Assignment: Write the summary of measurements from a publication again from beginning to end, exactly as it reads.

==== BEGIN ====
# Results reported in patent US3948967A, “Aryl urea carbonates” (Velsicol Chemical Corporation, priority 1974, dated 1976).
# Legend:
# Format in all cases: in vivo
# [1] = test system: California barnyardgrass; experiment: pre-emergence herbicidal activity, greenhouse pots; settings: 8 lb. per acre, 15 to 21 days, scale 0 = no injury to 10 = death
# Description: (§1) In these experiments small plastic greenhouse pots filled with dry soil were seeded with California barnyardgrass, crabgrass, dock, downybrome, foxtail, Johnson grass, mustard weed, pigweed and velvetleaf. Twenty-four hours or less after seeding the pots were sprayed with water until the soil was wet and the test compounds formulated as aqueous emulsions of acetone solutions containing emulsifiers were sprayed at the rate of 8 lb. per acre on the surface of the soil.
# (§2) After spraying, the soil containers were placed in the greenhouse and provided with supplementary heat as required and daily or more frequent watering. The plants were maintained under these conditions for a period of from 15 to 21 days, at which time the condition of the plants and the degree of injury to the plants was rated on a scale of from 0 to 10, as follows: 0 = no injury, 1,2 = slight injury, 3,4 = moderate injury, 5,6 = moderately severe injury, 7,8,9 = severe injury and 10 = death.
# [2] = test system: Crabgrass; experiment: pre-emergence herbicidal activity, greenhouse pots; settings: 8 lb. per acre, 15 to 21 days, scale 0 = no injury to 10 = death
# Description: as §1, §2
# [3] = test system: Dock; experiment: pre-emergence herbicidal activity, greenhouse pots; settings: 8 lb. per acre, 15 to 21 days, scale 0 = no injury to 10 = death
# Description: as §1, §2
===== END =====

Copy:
# Results reported in patent US3948967A, “Aryl urea carbonates” (Velsicol Chemical Corporation, priority 1974, dated 1976).
# Legend:
# Format in all cases: in vivo
# [1] = test system: California barnyardgrass; experiment: pre-emergence herbicidal activity, greenhouse pots; settings: 8 lb. per acre, 15 to 21 days, scale 0 = no injury to 10 = death
# Description: (§1) In these experiments small plastic greenhouse pots filled with dry soil were seeded with California barnyardgrass, crabgrass, dock, downybrome, foxtail, Johnson grass, mustard weed, pigweed and velvetleaf. Twenty-four hours or less after seeding the pots were sprayed with water until the soil was wet and the test compounds formulated as aqueous emulsions of acetone solutions containing emulsifiers were sprayed at the rate of 8 lb. per acre on the surface of the soil.
# (§2) After spraying, the soil containers were placed in the greenhouse and provided with supplementary heat as required and daily or more frequent watering. The plants were maintained under these conditions for a period of from 15 to 21 days, at which time the condition of the plants and the degree of injury to the plants was rated on a scale of from 0 to 10, as follows: 0 = no injury, 1,2 = slight injury, 3,4 = moderate injury, 5,6 = moderately severe injury, 7,8,9 = severe injury and 10 = death.
# [2] = test system: Crabgrass; experiment: pre-emergence herbicidal activity, greenhouse pots; settings: 8 lb. per acre, 15 to 21 days, scale 0 = no injury to 10 = death
# Description: as §1, §2
# [3] = test system: Dock; experiment: pre-emergence herbicidal activity, greenhouse pots; settings: 8 lb. per acre, 15 to 21 days, scale 0 = no injury to 10 = death
# Description: as §1, §2